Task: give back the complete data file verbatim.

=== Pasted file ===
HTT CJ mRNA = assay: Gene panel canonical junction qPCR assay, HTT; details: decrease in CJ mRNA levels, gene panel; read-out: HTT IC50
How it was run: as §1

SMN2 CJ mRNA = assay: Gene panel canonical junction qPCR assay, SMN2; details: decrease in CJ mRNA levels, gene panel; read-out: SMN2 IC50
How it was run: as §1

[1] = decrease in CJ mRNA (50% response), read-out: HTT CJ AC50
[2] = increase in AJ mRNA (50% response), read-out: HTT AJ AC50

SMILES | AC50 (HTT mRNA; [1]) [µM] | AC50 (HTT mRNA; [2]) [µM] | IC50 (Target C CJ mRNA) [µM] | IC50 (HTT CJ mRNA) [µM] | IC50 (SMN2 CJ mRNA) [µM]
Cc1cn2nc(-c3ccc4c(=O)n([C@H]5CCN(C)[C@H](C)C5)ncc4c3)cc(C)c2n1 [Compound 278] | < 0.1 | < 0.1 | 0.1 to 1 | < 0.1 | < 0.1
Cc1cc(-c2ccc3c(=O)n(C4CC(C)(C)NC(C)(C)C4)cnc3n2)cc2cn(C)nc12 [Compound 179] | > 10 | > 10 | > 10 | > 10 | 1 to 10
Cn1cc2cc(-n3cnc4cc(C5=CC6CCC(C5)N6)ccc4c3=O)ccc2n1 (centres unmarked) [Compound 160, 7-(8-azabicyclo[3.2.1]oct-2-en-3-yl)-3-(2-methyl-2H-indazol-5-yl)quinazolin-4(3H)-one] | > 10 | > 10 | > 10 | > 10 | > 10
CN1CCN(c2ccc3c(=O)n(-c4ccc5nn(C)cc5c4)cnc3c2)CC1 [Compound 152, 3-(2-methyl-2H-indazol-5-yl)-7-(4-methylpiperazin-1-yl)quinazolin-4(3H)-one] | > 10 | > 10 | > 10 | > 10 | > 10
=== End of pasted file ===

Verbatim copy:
HTT CJ mRNA = assay: Gene panel canonical junction qPCR assay, HTT; details: decrease in CJ mRNA levels, gene panel; read-out: HTT IC50
How it was run: as §1

SMN2 CJ mRNA = assay: Gene panel canonical junction qPCR assay, SMN2; details: decrease in CJ mRNA levels, gene panel; read-out: SMN2 IC50
How it was run: as §1

[1] = decrease in CJ mRNA (50% response), read-out: HTT CJ AC50
[2] = increase in AJ mRNA (50% response), read-out: HTT AJ AC50

SMILES | AC50 (HTT mRNA; [1]) [µM] | AC50 (HTT mRNA; [2]) [µM] | IC50 (Target C CJ mRNA) [µM] | IC50 (HTT CJ mRNA) [µM] | IC50 (SMN2 CJ mRNA) [µM]
Cc1cn2nc(-c3ccc4c(=O)n([C@H]5CCN(C)[C@H](C)C5)ncc4c3)cc(C)c2n1 [Compound 278] | < 0.1 | < 0.1 | 0.1 to 1 | < 0.1 | < 0.1
Cc1cc(-c2ccc3c(=O)n(C4CC(C)(C)NC(C)(C)C4)cnc3n2)cc2cn(C)nc12 [Compound 179] | > 10 | > 10 | > 10 | > 10 | 1 to 10
Cn1cc2cc(-n3cnc4cc(C5=CC6CCC(C5)N6)ccc4c3=O)ccc2n1 (centres unmarked) [Compound 160, 7-(8-azabicyclo[3.2.1]oct-2-en-3-yl)-3-(2-methyl-2H-indazol-5-yl)quinazolin-4(3H)-one] | > 10 | > 10 | > 10 | > 10 | > 10
CN1CCN(c2ccc3c(=O)n(-c4ccc5nn(C)cc5c4)cnc3c2)CC1 [Compound 152, 3-(2-methyl-2H-indazol-5-yl)-7-(4-methylpiperazin-1-yl)quinazolin-4(3H)-one] | > 10 | > 10 | > 10 | > 10 | > 10